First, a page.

April 12, 2024

for money paying for lying

Today’s Events in Historical Perspective
America’s Longest-Running Column Founded 1932
Lying for money; paying for lying
By Douglas Cohn and Eleanor Clift
          WASHINGTON — We just received a crash course on punishing people who lie for money. Hit them in their bank account. You know who they are or by now you should know.
         Let’s start with radical right media figure Alex Jones. After three weeks of hearing testimony about the emotional damage inflicted by him, a Connecticut jury awarded almost a billion dollars ($965 million to be precise) to the families of 20 first-graders and six teachers killed by a lone shooter at Sandy Hook Elementary School.
          In the 10 years since the 2013 massacre, Jones and his Infowars media site and company, cashed in on a conspiracy theory that the shooting was fake and the anguished parents were actors. He made life hellish for the families, insisting their murdered children were still alive and inspiring crazed conspiracy theorists to stalk survivors.
          Will these families ever see the money? Jones is trying to hide his assets, which is not unusual, but now that he has lost in court, he will have to divulge his assets in what is called a judgment-debtor hearing. If he lies, he will go to jail. That is how a civil case becomes a criminal case.
          It is a simple lesson. How do you nail people with money? You go after their money. In Watergate, it was “follow the money,” that led to the discovery of the White House plumbers and the wider cover-up that led to President Nixon’s resignation. On the other hand, except for Jones the culprits on cable “news” have yet to pay.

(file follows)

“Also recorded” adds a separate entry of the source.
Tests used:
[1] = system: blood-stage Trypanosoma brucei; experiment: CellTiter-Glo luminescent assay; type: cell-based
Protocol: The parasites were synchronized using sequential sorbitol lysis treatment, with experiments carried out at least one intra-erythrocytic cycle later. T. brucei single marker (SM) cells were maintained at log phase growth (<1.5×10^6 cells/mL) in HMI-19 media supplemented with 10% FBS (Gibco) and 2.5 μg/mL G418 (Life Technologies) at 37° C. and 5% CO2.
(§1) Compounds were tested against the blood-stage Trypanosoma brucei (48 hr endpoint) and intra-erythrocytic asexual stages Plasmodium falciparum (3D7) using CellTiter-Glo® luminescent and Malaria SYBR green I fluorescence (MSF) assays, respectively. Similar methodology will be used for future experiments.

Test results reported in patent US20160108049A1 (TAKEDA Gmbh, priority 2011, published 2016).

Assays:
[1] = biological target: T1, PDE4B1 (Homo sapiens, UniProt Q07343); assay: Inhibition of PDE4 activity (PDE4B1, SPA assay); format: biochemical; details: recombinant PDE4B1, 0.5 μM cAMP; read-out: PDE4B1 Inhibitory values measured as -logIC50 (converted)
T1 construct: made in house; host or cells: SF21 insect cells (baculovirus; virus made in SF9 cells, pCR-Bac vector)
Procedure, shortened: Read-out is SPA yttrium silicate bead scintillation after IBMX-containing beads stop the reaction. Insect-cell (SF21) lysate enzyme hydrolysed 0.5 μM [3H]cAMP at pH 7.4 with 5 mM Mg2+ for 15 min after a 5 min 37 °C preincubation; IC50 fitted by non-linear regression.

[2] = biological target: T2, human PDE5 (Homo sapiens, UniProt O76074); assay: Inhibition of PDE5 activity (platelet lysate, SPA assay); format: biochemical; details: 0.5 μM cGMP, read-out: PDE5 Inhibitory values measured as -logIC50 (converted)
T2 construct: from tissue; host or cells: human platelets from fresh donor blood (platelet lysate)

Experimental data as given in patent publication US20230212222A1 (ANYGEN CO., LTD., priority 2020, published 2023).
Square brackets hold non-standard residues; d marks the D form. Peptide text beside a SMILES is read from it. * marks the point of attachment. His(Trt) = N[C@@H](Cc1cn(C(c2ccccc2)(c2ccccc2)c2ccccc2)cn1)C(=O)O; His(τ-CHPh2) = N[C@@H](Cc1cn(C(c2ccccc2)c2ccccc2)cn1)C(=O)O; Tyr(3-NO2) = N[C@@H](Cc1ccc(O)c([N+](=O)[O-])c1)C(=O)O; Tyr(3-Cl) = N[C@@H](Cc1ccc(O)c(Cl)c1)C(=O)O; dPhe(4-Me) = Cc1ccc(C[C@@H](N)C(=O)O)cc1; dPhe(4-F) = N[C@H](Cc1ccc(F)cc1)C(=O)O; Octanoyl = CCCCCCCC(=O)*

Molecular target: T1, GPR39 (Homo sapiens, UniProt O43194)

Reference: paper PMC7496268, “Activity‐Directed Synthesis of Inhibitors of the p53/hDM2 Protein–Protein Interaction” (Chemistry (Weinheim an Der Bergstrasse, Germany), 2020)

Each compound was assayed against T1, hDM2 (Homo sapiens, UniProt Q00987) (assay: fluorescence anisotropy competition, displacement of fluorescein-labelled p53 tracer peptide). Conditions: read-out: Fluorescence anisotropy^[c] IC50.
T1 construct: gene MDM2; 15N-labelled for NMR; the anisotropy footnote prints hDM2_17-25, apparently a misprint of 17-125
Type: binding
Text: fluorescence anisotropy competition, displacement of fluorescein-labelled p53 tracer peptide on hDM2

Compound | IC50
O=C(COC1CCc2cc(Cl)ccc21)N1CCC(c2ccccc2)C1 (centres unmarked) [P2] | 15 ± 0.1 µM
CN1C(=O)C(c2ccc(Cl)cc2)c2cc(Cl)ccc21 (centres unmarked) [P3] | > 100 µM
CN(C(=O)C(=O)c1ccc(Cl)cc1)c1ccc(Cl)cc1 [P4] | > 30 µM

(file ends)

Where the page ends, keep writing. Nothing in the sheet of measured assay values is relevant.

Then there is former President Donald Trump who is facing multiple lawsuits, and some will come down to money, how much he has, how much he owes, and where his money came and comes from. In 2014, Eric Trump, one of Trump’s adult children, told golf reporter James Dodson, “We have all the funding we need out of Russia” for Trump golf courses. Asked why he relied on Russian money, the younger Trump said American banks were reluctant to lend money for golf courses after the 2009 financial crisis.
          The former president called it a “witch hunt” when the Justice Department investigated his 2016 ties with Russia, ultimately clearing him of collusion. Still, there remain many questions that have gone unanswered about Trump’s relationship with Russian President Putin, whose toughness Trump admires.
          If Trump loses in court in any one of several pending cases, he could face a Judgement-debtor hearing and we could find out how much money he really has—or doesn’t have. Some Trump watchers speculate that he has never been willing to release his tax returns because the public would find out that he is not as rich as he says he is – that he is not a billionaire or possibly not even solvent.
          We might find out that he has outstanding loans that have gone unpaid, and that might as well be gifts. That is why there is so much speculation around the classified documents Trump took with him to Mar-A-Lago. What is his motive? What is his reason for hanging onto these documents?
          There must be a reason, and here is where the Watergate mantra holds, Follow the money.
          Trump’s Save America PAC paid a $3 million retainer to Trump’s latest lawyer, Chris Kise, former solicitor general of Florida who is highly qualified and insisted he get paid upfront, knowing Trump’s reputation for stiffing creditors.
          Nobody pays a lawyer that much unless they are in deep trouble, and Trump would not have taken those documents if he did not need them for something. The most likely something is leverage, leverage over somebody or something, and that is as precise as anybody can get at this stage.
          After the jury decision in the Jones case, lying for money just got a whole lot more expensive whether you are a media figure spreading lies or a former president scamming his donors to pay his legal bills, financial ruin could be one jury award away. 
          See Eleanor Clift’s latest book Selecting a President, and Douglas Cohn’s latest books The President’s First Year: The Only School for Presidents Is the Presidency and World War 4: Nine Scenarios (endorsed by seven flag officers).
          Twitter:  @douglas_cohn
          © 2022 U.S. News Syndicate, Inc.
          Distributed by U.S. News Syndicate, Inc.

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